“Maggie” Pulls The Right Strings and Pushes Zombie Genre Forward

Maggie-poster-4I grew up watching Arnold Schwarzenegger kick ass and take names. Commando, Running Man, Terminator 2, Raw Deal or Red Heat. You name it and I probably saw it six times. He was the king of “Say little and Shoot Often”. He was rarely asked to act and that was a good thing. Action stars are built on presence and stature along with the ability to convince us they can truly destroy things. If a chef in a kitchen is cooking them up, he’s using 2-3 spices instead of five. More one liners than monologues.

For his latest flick, the heartfelt nerve touching zombie flick Maggie, Arnold finally gets to act a little and it’s about time. He’s 67 years old, looks weathered in the face, and didn’t have any work done to his body or face in the last 40 years. What you see is what you get, and Arnold was the perfect choice to play Wade Vogel, a man facing the worst decision of all time. His daughter, Maggie(Abigail Breslin, wonderfully cast to tango with the big Austrian) is infected and is slowly decaying. Instead of letting her be taken into quarantine and live a tortured last set of days before being executed, Wade keeps her at home so he can “take care” of her himself when the time is right.

In this film, the actual word “zombie” is never used once and frankly, it’s not needed. We know what’s going on. Someone is bit and they slowly change into something else. Director Henry Hobson, working from a genuine simplistic piece of goodness in John Scott 3’s script, doesn’t need to turn this into The Terminator Meets The Walking Dead. He wants to go in the other direction and uses a slow burning tactic. Once bitten, the victims don’t change in minutes or overnight. It takes days, hence the need to quarantine them.

There are few references to the outside world and that’s a good thing because the story needs to isolated in order to make an impact on the viewer. Most of the action takes place on Wade’s farm with Maggie, Wade’s new girlfriend and her daughter. Maggie’s mother is dead, and it was Wade’s promise to always look after their daughter. While I am sure “If she got infected and was slowly turning into a flesh eating monster” wasn’t covered in that chat, Wade feels it is his duty to stand by his pledge. What happens in this flick will get to you because it’s extremely well done.

Maggie is the kind of film that is proudly independent, shot with a ton of early morning grays and dimly lit nights. Lukas Ettlin’s cinematography is tremendous and merges well with David Wingo’s score. Wingo composed the music for Matthew McConaughey’s Mud as well and his light usage of piano and guitar strings are perfect for this story. Nothing in this film is overdone or pushed too hard. The pacing of the film is solid and the running time(95 minutes) never feels like a complete bore nor does it overwhelm. It’s a very human and relatable story.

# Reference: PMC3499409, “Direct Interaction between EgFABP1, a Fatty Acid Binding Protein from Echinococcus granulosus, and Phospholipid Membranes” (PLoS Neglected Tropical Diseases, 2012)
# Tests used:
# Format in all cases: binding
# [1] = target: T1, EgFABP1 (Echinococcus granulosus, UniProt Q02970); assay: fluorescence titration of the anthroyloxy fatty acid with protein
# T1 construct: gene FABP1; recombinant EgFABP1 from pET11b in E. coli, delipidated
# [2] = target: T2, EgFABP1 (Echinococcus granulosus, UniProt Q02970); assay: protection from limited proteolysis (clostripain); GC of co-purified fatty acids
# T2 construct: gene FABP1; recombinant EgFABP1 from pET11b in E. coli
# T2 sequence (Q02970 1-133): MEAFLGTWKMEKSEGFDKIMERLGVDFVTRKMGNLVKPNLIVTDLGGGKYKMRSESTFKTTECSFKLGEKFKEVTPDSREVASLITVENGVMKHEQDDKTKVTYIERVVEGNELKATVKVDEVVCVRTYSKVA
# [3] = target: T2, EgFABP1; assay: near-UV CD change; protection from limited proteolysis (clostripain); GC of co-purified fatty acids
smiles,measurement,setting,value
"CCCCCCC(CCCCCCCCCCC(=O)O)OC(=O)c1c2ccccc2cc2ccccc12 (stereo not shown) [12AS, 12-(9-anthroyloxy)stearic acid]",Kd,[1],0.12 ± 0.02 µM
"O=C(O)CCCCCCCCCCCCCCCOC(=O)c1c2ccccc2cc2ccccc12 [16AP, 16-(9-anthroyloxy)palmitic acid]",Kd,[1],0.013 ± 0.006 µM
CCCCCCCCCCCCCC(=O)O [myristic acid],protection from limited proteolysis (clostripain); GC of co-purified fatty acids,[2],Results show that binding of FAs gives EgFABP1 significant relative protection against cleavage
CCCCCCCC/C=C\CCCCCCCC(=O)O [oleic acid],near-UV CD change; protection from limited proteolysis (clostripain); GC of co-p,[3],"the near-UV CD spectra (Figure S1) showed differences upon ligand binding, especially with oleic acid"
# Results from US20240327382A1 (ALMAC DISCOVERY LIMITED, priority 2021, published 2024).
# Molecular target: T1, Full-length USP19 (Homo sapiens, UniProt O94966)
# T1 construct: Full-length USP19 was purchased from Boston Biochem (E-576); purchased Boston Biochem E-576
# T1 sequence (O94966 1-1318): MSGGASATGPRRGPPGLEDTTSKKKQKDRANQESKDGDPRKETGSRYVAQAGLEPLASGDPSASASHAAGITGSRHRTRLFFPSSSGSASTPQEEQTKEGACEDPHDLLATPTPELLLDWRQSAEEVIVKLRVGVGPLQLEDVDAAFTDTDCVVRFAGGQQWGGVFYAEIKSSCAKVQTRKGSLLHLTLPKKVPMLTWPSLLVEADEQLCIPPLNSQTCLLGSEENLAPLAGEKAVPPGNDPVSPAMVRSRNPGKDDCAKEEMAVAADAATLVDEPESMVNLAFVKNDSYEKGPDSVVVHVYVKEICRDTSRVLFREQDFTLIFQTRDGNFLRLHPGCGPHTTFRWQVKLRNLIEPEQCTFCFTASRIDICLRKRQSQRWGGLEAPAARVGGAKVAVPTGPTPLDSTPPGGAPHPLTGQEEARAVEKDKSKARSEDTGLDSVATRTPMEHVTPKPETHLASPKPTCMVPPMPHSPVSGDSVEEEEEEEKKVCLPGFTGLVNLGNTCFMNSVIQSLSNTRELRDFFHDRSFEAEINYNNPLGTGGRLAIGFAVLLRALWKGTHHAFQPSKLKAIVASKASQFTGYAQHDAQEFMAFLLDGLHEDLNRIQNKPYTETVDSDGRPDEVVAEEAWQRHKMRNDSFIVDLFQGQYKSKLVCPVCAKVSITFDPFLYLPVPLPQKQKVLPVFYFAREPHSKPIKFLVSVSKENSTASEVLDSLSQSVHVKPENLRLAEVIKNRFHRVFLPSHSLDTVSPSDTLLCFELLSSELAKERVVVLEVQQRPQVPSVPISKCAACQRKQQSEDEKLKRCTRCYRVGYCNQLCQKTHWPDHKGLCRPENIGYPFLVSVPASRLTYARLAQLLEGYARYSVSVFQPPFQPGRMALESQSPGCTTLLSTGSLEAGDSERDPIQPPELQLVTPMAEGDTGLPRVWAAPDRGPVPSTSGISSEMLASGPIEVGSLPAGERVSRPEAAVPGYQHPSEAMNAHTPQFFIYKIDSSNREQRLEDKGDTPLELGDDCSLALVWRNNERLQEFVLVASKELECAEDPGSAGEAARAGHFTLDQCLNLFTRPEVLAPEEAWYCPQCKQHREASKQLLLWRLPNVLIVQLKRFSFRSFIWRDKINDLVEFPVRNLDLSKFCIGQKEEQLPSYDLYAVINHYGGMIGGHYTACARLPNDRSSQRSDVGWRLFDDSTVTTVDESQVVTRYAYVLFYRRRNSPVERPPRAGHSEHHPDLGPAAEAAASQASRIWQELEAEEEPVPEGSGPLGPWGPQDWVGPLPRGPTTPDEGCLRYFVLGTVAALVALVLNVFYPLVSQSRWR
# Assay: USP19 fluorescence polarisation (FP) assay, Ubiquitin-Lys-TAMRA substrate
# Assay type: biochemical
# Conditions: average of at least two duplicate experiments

The main attraction here is Arnold. As Ettlin recently said in an interview, “How cool is it to have Arnold Schwarzenegger in an arthouse film?” and he couldn’t be more astute with that observation. Arnold fits Wade to a tee, right down to the comb over, plaid clothing and thin beard to go with a weary step. Wade is walking on eggshells the entire film and Arnold doesn’t need a lot of dialogue to make you feel the dilemma the elder man is trapped in. The woman in his life(Joely Richardson) is trying to tell him what to do but only he knows what lies ahead.

Sure, there are a few scenes where the big guy grabs a shotgun or an ax and the action fan inside me got excited, but this is a drama and most of the action is boiler plate foreplay for sadness later. A scene between Breslin and Bryce Romero(playing her boyfriend Trent) is bittersweet and brilliantly acted out by the two young thespians. Imagine if you were in love but knew there was a timer on your life?

Hobson and Scott 3 never forget those kind of details and it makes the entire film poignant and linger long after you leave the room. Maggie knows exactly what it is, and that is important. A film has to know its heart and soul as much as a human being does, because it makes the ability to connect that much easier for a film with a short running time. It also doesn’t end with the expected bang or big moment. The ending is as assured as the opening scene.

Maggie deserves your time, money and a conversation afterwards. It may even desire a revisiting. Instead of watching overcooked disaster flicks like San Andreas or underwhelming romance stories like Aloha, donate a few dollars and an evening to Maggie, which aims to be something different and succeeds on a big level.

Most of all, see it so you can tell your son or a friend that you got to see Arnold Schwarzenegger actually act and do it well. That’s worth the price of admission alone.

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